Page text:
Better Numerical Inputs for Mobile Forms

usable numeric inputs in iOS

My colleagues in Chicago just launched a great responsively-designed greygoose.com, and Jason Grigsby and I were wondering how they brought up the user-friendlier telephone keypad in iOS instead of the ok-but-not-great number keypad. The team dynamically set the input type to tel with Javascript, but we were wondering if there would be a better way.

After some Twitter-talk with Grigsby and Chris Coyier, I set up a demo page to see if setting pattern="[0-9]* would make a difference. Thankfully it did.

So here’s the recommended format for numeric input types:

<input type="number" pattern="[0-9]*" />

Adding pattern="[0-9]*" triggers iOS to bring up the obese-finger-friendly keypad instead of the just-alright numeric keypad riddled with punctuation. Usability wins and the crowd goes wild.

By default iOS only triggers the number-only keypad on tel inputs, but this way the input type and the keypad don’t need to be bound. Semantics win and the crowd rises to their feet in jubilation.

Also worth noting the Kindle Fire pulls up a friendlier keypad regardless of whether pattern="[0-9]* is set:

Number & Tel inputs on Amazon Kindle

Number & Tel inputs on Amazon Kindle

Big thanks to Björn Rixman, Chris and Jason for working through this!

Related Resources:

Update

There are a few things that people pointed out in the comments or in other posts regarding numeric input types:

  • Not all inputs that contain numbers (credit cards, SS#, etc) should have an input type of number. They are best served up as text inputs, which are still free to use the pattern attribute to pull up the tel keypad on supported devices.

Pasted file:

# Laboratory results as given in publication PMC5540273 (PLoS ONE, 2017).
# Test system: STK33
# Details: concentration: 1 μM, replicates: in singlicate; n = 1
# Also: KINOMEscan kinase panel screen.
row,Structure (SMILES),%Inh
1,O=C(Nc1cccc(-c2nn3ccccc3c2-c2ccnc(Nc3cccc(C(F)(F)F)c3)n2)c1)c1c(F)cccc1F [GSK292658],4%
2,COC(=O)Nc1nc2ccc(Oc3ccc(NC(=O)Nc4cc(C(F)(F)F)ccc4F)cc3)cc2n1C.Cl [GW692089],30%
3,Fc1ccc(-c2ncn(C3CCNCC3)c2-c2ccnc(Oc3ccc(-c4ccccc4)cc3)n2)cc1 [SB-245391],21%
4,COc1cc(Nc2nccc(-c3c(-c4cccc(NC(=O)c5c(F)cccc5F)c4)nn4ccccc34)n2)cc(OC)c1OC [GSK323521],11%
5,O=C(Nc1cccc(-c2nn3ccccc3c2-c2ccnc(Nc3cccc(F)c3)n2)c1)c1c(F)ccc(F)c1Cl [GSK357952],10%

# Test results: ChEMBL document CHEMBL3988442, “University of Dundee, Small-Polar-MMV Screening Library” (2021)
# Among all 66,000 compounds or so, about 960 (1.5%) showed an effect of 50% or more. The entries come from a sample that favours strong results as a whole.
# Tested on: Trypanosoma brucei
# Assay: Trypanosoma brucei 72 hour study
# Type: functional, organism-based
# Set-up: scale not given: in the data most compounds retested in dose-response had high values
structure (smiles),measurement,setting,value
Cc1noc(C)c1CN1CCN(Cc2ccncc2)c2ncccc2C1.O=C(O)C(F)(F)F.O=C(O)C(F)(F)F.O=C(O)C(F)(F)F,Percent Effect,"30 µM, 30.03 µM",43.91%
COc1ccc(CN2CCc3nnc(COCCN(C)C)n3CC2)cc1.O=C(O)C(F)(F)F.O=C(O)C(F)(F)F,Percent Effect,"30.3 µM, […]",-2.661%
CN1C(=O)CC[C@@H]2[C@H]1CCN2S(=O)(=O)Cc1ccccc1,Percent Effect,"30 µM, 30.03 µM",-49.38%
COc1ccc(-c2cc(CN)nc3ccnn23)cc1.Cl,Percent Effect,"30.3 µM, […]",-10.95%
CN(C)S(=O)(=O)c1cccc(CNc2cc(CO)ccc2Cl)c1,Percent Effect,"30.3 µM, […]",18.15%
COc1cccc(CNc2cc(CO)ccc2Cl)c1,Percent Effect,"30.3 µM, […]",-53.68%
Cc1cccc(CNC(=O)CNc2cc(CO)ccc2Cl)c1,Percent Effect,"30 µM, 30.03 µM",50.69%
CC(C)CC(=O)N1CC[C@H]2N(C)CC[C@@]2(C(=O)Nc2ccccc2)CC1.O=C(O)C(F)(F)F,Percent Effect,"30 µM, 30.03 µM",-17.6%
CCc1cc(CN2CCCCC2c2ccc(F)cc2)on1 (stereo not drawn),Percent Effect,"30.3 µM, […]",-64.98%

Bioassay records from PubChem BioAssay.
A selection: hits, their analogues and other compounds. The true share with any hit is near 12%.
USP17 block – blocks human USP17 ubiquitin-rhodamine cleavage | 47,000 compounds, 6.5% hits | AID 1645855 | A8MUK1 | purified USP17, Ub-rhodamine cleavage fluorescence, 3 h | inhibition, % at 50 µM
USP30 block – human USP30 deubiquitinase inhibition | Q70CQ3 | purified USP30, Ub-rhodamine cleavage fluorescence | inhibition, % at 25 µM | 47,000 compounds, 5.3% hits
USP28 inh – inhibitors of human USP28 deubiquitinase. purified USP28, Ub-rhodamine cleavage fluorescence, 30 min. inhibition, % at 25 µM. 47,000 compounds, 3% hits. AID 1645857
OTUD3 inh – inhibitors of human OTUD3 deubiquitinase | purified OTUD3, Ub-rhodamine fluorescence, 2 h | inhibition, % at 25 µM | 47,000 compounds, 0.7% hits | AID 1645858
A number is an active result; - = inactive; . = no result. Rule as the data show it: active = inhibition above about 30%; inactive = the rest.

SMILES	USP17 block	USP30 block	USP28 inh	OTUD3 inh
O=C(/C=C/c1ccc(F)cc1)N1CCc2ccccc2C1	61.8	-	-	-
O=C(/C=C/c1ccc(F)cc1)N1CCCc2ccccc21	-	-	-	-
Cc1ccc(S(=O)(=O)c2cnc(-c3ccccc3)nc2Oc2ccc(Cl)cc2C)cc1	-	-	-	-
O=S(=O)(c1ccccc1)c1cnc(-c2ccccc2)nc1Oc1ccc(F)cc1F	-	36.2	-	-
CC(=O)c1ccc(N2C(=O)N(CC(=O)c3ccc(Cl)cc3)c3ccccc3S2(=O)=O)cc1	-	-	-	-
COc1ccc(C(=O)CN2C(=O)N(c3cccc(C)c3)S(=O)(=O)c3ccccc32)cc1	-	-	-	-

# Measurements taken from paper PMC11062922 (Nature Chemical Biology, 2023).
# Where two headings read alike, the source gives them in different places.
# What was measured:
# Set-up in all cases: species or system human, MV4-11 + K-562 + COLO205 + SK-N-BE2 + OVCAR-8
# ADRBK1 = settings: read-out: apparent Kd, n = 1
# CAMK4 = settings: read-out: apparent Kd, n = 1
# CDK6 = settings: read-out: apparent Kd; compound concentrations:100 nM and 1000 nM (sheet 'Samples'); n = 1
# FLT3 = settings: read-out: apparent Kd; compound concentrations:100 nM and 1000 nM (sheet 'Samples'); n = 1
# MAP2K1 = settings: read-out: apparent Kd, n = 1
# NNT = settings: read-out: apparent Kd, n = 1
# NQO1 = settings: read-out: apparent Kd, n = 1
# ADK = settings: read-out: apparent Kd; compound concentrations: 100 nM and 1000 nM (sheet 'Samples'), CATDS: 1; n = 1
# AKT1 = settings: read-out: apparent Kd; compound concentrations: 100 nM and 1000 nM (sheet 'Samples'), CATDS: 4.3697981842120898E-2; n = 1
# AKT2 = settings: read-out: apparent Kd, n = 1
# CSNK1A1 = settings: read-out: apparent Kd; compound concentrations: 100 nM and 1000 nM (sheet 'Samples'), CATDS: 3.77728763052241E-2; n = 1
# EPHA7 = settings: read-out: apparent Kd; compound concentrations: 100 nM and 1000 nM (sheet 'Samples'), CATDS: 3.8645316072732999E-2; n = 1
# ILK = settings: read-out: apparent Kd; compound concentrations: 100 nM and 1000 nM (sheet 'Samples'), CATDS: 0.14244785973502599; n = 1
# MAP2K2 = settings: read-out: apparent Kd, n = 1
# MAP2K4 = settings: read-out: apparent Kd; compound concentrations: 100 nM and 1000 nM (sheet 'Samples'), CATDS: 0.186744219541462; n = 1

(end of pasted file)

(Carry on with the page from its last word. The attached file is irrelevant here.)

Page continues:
• Submitting input type="number" inserts a thousands separator in iOS, which can screw up form submission.
  • For all the talk about semantics, it really boils down to creating a user experience, which means that dynamically setting the input type to tel with JS is a decent stopgap.

Some fine people have written about these issues in more detail:

14 Comments

  1. Matt Menzer

    Nice work, all.

  2. I just did some work on this last week as well. Turns out some people get a “thousand separator” in the input field when using this method on iOS. Nothing is submitted to the server, but it is kind of confusing when you are typing in stuff like for instance a customer id, and not a price. I do not know of any way to removing it, but I don’t think “tel” has this behavior.

    PS. This works on Android as well.

    • Thanks for the heads up! I tried to replicate the behavior in iOS4 and iOS5 using this test page but wasn’t able to get the returned value to produce a thousands separator. Perhaps setting the min, max and step attributes affects it?

      I suppose it’s a good idea for those numbers to be sanitized anyways once the form is submitted, especially with things like customer IDs.

      So this means it’s still entirely safe for use for numbers less than 1000, which could be implemented like by adding a max attribute: max="999".

      Ultimately this little issue shows that ain’t nuthin’ easy in this bitch.</elegence>

  3. Hi Brad,

    I ended up using the pattern you show to trigger the iOS numeric keyboard input, but with an input type of text field instead of number. This was precisely for the issue that @anders mentioned: the thousands separator was appearing when the input type was number, and this was confusing people a bit. This would happen, for example, when switching to the next input field.

    Also, I wanted to allow other input characters, such as space and dash, because users want to enter their credit card numbers in stanzas like that. So getting the iOS numeric keyboard, but making it easy to enter selected separators, while also avoiding the thousands separator issue was a win for me.